A Touch of Moral Philosophy

I recently (for a given value of ‘recent’) had an anti-abortionist named laodeciapress comment on my post, “‘Potential’ People” a few times before moving on. In our argument, he hinted at objective morality, a concept which I currently find incoherent. Combined with today’s Doggerel that discussed confusion between fact and theory, it got me thinking about a sort of moral equivalent of theory and fact.

I can’t resist the urge to once again endorse some QualiaSoup videos, since the third one of the series deals with the concept of objective moral values: Morality Part 1, Part 2, and Part 3. I’m not an expert in philosophy (if such a thing really exists), so I may miss out on some technical definitions and nuance, but I tend to think of secular morality as a form of moral relativism that strives for something resembling objectivity: The methods and reasoning aren’t arbitrary, even if you can claim it’s arbitrary to value happiness, peace, and freedom as a foundation over the alternatives of suffering, strife, and tyranny.

Claiming that morality has an objective basis, rather than subjective human feelings is an idea I can’t understand. To me, it sounds like a claim that there are moral laws floating in the ether, detached from life experience. If this is the case, how does one discover and measure these objective moral facts? What’s binding about them? Why should we seek to conform our behavior with these ethereal laws? What if we discovered an objective moral law that prescribes torture? I suggested to laodeciapress that if he brought in Anubis, the Feather of Ma’at, and a scale to measure my soul against the Feather, that might make objective morality more empirical and give me something to discuss. Unfortunately, that’s as far as the conversation has gone.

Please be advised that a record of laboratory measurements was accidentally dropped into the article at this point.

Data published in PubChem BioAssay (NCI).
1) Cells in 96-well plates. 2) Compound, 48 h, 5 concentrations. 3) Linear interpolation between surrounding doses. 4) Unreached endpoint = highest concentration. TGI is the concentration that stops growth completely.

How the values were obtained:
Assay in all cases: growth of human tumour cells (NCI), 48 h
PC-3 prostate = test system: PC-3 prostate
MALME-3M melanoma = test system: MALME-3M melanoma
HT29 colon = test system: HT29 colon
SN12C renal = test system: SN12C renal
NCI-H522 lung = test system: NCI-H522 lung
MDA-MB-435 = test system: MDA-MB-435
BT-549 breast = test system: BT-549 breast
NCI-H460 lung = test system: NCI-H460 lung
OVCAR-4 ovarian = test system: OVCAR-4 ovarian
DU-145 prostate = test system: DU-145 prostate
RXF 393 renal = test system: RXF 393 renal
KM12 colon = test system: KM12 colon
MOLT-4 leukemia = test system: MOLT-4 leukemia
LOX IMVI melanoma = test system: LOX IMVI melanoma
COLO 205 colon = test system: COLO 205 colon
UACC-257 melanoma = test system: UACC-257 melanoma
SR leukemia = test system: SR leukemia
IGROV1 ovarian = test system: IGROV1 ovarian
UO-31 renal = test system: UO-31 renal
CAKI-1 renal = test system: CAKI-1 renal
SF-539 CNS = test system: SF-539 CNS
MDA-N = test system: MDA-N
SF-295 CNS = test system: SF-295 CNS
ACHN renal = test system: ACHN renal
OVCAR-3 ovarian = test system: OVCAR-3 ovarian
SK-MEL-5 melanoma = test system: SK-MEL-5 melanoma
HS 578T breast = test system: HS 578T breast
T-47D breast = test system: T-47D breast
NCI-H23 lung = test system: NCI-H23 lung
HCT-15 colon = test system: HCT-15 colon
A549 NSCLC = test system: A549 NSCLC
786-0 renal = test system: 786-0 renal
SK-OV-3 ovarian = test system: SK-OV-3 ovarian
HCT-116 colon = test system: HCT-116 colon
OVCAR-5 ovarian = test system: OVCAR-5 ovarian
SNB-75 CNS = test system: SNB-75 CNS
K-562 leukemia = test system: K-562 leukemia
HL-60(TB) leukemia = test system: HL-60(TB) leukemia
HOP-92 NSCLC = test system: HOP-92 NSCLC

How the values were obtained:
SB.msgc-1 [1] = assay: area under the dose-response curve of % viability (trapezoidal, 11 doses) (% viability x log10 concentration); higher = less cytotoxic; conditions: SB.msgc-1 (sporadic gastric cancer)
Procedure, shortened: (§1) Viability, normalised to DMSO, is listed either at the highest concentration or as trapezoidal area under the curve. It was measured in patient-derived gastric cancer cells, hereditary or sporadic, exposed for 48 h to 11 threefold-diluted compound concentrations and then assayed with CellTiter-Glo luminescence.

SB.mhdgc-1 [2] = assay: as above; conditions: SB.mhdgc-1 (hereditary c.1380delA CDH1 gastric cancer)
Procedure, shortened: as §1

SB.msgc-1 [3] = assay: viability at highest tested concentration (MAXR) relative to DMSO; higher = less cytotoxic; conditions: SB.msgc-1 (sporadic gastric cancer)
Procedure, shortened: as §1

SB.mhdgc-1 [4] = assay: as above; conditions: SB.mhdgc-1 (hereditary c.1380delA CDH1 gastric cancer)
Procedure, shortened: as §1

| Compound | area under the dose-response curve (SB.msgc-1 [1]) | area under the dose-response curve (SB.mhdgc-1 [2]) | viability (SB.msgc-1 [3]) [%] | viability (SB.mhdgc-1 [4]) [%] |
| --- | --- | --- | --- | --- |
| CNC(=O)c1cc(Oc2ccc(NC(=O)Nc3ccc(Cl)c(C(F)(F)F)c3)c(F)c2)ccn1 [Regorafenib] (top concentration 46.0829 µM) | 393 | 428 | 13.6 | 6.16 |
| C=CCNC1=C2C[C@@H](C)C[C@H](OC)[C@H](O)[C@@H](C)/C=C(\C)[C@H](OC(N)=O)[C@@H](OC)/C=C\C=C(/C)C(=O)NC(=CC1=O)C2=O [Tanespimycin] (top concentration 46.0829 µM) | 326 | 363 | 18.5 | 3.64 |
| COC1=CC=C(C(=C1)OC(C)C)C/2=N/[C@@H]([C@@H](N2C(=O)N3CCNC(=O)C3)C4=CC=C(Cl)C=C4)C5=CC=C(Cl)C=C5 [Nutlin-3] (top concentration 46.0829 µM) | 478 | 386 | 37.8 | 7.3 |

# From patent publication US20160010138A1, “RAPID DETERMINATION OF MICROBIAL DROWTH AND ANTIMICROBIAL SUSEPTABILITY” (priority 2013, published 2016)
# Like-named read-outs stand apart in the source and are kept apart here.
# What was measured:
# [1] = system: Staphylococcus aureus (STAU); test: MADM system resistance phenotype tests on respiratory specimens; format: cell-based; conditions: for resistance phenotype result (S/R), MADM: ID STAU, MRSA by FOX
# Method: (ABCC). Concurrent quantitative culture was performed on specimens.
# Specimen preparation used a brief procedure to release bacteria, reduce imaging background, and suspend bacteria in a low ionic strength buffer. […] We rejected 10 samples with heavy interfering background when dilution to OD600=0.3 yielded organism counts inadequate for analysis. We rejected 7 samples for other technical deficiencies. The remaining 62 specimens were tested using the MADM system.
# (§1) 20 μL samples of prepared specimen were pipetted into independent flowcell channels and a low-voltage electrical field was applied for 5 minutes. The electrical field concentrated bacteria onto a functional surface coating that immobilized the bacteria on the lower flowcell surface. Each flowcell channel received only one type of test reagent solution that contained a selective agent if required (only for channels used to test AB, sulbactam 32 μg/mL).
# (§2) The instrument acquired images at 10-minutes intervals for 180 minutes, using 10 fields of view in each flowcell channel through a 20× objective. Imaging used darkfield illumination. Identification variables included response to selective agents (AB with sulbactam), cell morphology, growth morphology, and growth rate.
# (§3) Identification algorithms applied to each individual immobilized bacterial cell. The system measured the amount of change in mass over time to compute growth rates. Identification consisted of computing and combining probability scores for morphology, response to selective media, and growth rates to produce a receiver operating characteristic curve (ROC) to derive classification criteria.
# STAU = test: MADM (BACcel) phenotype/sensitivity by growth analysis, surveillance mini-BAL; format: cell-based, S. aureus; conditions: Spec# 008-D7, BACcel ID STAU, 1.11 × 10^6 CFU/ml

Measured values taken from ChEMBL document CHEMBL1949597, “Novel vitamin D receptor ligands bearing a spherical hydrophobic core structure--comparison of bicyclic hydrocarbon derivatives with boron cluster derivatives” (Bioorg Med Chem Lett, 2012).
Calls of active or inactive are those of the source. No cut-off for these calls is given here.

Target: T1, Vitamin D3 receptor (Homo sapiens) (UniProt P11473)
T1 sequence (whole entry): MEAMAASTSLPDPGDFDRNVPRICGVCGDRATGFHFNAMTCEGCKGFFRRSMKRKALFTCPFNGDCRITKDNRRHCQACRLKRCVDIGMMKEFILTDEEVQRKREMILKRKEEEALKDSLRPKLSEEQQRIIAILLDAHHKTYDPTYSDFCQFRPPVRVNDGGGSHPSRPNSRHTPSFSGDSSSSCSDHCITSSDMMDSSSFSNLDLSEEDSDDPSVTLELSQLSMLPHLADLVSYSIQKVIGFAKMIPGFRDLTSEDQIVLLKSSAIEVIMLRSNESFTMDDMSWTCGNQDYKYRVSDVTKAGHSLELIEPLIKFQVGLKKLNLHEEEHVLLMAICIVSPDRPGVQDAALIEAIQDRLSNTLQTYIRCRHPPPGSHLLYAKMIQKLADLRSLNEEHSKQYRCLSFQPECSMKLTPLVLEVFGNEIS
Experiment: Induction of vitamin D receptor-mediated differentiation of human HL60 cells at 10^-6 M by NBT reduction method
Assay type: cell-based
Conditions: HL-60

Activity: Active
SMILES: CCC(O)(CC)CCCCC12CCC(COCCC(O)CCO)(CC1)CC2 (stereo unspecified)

This touches on my use of ‘theory.’ In the case of secular morality, we have evolution to explain why we value peace and prosperity. We also have moral reasoning to try to figure out strategies for maximizing happiness while minimizing suffering. Actions that tend to increase suffering or reduce happiness without compensating benefits are morally less preferable. Secular morality has a sort of goal in mind, and we adjust our moral positions based on the evidence of what produces better societies. We have understandable collective desires and we use our understanding of the world and our circumstances to fulfill those desires as optimally as we can. Secular morality is essentially an ethical theory we use to determine what sorts of actions will most likely benefit society and individuals, just like a scientific theory is used to predict experimental outcomes.

That’s something I see lacking in “truly” objective morality as I understand it. Objective moral laws are “facts” without a theory to explain why they are what they are, even assuming you could measure them. I see no goal or reasoning for moral laws unless you add in subjective preferences. Throwing in a god worsens the case, since you’d be reducing morality to “just god’s opinion” and favoring his opinion over all others for arbitrary reasons. “Just my opinion” is exactly the problem objectivists accuse people like me of with their straw men. It’s rather hypocritical as far as I can tell.


One response to “A Touch of Moral Philosophy

  1. Pingback: The Problem of Tribal Identity | The Bronze Blog

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